Choice Creates COVID Controversy
By Grant Ainsley | Tips | [comments] | Posted [date]
Within a couple of hours of a controversial report on COVID vaccines being released, I had two blog readers contact me and suggest this would be a good topic for me because of mixed messaging. It's nice that when readers see communications in the media getting messed up, they wonder what my take would be.
My thoughts on this one may surprise people. Even though 142,000 Albertans booked a vaccination appointment through AHS last Thursday when bookings were opened to younger people, it's my firm belief many Canadians have decided which vaccine or vaccines they think are best, or at least have decided which one they don't want to get.
There's clearly a split between younger and older people too. While millennials don't really care what vaccine they get, baby boomers do.
McDavid, Draisaitl, or Whoever
Please imagine for a minute that you know little about hockey, but for some reason you’ve been given the job of selecting one player from each team for a new franchise in the NHL.
I know it doesn’t make sense, but work with me here.
You arrive in Edmonton and go to Rogers Place where the Oilers are practicing. You’re watching practice for a few minutes when a member of the Oilers' management comes by and takes a seat near you. You have the following conversation.
Oilers guy: Hey there. Have you made your mind up yet on who you’re selecting?
You: No I haven’t. It’s so hard to pick one player from each team.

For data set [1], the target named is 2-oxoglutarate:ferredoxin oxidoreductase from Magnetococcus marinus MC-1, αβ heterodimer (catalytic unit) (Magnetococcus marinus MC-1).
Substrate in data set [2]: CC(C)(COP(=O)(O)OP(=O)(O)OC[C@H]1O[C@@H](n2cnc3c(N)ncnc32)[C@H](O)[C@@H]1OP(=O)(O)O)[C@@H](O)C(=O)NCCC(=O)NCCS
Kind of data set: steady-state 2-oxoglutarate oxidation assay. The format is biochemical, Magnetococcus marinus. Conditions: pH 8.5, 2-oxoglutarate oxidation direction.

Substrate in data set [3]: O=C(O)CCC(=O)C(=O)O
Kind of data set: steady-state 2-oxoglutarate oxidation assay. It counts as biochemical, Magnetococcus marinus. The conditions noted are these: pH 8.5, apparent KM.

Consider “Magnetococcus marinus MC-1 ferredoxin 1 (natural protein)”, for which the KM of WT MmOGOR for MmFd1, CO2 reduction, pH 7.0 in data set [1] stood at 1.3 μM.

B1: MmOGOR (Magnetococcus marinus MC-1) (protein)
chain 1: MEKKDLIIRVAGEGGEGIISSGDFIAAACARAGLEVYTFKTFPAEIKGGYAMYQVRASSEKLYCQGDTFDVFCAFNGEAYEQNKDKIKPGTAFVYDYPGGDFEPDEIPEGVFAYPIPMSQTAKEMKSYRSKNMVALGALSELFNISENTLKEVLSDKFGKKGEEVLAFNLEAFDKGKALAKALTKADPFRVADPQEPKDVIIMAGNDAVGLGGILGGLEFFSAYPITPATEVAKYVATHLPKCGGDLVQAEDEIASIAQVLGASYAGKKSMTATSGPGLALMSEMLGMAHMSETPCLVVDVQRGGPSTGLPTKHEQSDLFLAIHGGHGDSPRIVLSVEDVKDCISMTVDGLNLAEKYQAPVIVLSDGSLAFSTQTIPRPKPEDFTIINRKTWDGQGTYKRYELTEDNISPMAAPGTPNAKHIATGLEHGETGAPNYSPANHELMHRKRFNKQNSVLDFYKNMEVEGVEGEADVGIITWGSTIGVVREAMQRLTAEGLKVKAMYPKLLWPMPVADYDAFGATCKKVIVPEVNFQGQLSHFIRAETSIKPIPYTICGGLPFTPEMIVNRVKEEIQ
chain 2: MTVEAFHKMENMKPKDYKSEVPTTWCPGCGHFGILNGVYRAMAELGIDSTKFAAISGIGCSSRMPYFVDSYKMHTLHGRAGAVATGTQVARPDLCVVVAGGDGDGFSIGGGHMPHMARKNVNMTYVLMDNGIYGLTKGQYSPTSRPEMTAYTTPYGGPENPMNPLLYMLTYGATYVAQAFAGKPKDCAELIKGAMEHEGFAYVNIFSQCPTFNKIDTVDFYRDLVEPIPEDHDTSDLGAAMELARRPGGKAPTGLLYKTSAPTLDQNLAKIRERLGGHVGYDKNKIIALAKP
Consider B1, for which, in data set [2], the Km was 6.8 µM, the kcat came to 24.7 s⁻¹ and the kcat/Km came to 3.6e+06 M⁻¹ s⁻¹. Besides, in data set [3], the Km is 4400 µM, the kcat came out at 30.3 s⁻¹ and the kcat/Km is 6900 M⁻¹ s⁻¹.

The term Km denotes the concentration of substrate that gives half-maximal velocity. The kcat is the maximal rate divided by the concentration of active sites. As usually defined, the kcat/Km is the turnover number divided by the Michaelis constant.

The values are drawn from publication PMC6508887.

Oilers guy: Why? They’re all the same. Just pick one.
You: I don’t know. But I do like that number 97. He seems faster than all the others and can really make moves with the puck.
Oilers guy: So, he’s your choice?
You: No, I’m still not sure. That number 29 looks good too. He seems like a really good passer and has a very accurate shot.
Oilers guy: Would you please just pick someone. They all do the same job. They’re all hockey players. Pick one!
This is obviously far fetched, but this is what’s been happening with vaccines in Canada for months.
The government keeps insisting they’re all the same. They do the same job, so when it’s your time, sign up and take what’s available. That’s been the message from all levels of government and health officials.
Many Canadians, because they have a choice in most cases, aren’t readily taking that advice. Millions have decided they would prefer Pfizer or Moderna over AstraZeneca. If you don’t believe me, why did so many baby boomers refuse to get vaccinated at AHS mass vaccination centres that were only offering AstraZeneca?
Obviously younger people aren’t as fussy, judging by the 100,000 plus who booked appointments in just a few hours in Alberta last Thursday. This morning when younger people were allowed to book an appointment thousands and thousands of others lined up online. In my opinion, there's a real difference in perceptions about vaccines and it's based on age.
I’m not an expert when it comes to vaccines and don’t pretend to be, but it’s clear to me that AstraZeneca has an image problem. Rightly or wrongly, it’s perceived as being not as good as the other two by many Canadians. Health Canada has even had concerns for AstraZeneca use by certain age groups and several countries have stopped using it in the past few weeks. That can’t help your brand image.